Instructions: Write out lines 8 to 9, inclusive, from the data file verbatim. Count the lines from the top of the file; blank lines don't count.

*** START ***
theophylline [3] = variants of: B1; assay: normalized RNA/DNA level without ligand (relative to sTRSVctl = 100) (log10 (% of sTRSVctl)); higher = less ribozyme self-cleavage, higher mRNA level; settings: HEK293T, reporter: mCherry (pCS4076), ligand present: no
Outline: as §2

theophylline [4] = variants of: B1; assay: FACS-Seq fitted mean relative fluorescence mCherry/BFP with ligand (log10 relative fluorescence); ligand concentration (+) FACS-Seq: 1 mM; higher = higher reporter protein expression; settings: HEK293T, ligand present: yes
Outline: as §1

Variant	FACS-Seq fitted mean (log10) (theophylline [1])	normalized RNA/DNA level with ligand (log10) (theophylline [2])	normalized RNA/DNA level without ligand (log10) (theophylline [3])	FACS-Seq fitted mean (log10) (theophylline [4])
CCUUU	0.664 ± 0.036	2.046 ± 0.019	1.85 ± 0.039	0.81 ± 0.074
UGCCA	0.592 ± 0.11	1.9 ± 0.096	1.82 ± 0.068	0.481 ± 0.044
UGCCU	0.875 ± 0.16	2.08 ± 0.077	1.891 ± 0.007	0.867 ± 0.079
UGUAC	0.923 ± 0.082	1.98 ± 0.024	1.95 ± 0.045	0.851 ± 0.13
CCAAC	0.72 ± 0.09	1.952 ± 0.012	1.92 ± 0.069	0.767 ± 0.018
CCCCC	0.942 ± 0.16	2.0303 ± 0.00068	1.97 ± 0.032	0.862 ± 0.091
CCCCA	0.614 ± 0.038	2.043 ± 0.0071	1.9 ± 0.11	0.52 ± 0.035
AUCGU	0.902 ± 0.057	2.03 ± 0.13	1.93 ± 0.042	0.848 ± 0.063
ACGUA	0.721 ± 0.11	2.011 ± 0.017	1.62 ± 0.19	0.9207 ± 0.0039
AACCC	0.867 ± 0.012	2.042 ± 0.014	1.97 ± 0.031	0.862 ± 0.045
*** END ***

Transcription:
UGCCU	0.875 ± 0.16	2.08 ± 0.077	1.891 ± 0.007	0.867 ± 0.079
UGUAC	0.923 ± 0.082	1.98 ± 0.024	1.95 ± 0.045	0.851 ± 0.13